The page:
Aye, laddie — “authenticity,” that elusive quality, ever moreso as one peels back the arguments by claimants of it. And “adaptation” – another topic for heated argument, by turns, art, science and voodoo. Huston obviously knows film and literature are different languages, and that translation is required. Kevin Barry, in his outstanding book on both Joyce’s story and Huston’s film, catalogs the additions and deletions of the director (and his screenwriter son Tony). From a purely technical standpoint, there is much to admire in the film script’s grammatical adjustments, aimed at fitting Joyce’s story into the style and structure of film, and a John Huston film in particular. Yet, Barry in his The Dead, quotes critic James Narramore’s suggestion that any translation may have fallen short:
…any effort at rendering Joyce in another medium entails a series of assumptions and procedures that are fundamentally unJoycean… a reverend adaptation continually runs the risk of becoming just the sort of middlebrow artifact that Joyce had quietly satirized throughout his story.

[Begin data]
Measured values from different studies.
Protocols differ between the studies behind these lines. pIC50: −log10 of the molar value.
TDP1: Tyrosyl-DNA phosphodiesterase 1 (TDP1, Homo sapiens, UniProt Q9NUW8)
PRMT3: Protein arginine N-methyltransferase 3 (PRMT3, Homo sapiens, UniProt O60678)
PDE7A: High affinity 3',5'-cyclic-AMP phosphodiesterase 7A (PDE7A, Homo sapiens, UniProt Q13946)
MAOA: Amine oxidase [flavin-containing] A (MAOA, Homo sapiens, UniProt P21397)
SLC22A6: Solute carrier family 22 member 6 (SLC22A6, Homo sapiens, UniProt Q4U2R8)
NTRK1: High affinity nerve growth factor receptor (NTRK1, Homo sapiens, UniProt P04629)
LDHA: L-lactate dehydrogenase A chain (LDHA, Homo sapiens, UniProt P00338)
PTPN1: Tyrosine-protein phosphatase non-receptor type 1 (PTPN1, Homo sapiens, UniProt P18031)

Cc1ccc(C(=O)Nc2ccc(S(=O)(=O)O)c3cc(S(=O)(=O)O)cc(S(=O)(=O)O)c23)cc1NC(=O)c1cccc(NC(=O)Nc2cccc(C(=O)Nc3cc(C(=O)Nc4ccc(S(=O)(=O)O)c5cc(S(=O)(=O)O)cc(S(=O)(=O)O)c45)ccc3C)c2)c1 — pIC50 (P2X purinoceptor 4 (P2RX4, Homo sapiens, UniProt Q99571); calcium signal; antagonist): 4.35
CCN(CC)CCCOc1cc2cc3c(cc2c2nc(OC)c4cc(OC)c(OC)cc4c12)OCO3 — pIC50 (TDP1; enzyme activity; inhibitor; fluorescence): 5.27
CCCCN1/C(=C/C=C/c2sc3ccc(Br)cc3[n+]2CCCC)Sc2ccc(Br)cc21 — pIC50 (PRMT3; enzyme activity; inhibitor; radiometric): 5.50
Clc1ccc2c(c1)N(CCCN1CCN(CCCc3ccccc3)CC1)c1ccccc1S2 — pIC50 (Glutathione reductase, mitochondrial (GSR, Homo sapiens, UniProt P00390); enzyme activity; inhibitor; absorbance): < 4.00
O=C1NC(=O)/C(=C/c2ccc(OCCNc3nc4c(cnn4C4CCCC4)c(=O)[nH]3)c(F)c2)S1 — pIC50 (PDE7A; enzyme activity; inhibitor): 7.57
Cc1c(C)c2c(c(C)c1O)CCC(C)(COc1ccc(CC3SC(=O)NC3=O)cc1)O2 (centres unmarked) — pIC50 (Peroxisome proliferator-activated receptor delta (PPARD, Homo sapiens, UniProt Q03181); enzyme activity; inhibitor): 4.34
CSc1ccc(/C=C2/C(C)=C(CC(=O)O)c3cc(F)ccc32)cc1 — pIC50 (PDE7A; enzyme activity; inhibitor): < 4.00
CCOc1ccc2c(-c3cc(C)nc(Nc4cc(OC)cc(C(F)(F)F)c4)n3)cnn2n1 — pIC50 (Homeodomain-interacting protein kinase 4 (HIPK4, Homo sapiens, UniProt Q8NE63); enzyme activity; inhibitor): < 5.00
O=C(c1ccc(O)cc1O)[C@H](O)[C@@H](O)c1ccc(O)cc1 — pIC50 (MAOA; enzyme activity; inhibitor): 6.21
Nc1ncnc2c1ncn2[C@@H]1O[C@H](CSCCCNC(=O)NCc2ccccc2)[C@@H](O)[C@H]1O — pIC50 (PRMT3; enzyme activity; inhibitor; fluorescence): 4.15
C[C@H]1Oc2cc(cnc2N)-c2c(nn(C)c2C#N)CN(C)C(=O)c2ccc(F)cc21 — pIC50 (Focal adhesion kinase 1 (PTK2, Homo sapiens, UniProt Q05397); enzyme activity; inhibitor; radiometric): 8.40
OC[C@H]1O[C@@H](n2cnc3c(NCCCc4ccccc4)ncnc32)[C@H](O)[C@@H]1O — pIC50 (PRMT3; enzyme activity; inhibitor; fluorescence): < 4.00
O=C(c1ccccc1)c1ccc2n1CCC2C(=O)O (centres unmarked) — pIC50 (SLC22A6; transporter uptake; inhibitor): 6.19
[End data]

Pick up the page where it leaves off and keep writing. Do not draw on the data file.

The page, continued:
The most subtle betrayal, says Barry, is that Huston’s version most undermines the original because it presents itself as delivering the material so faithfully, so “transparently”:
The film is a powerful misreading of the story. By this I do not only mean that the film is formally unfaithful to the aesthetic upon which the story depends, precisely because it pretends to be faithful to its milieu and tone. Rather, I mean that the film misreads the story powerfully because it alters it almost invisibly: the viewer is often persuaded that the film has not changed the story at all, because Huston’s adaptation so tactfully satisfies the viewers expectations.
In other words, sometimes Satan comes disguised (perhaps even as a man of peace, or as a young friend once had it, as a “can of peas.”) Or, rather than speak quite so ill of the director, let’s say that when it come to adaptations, like anything else, “The letter kills, but the Spirit gives life” — a truism with particular irony in this connection.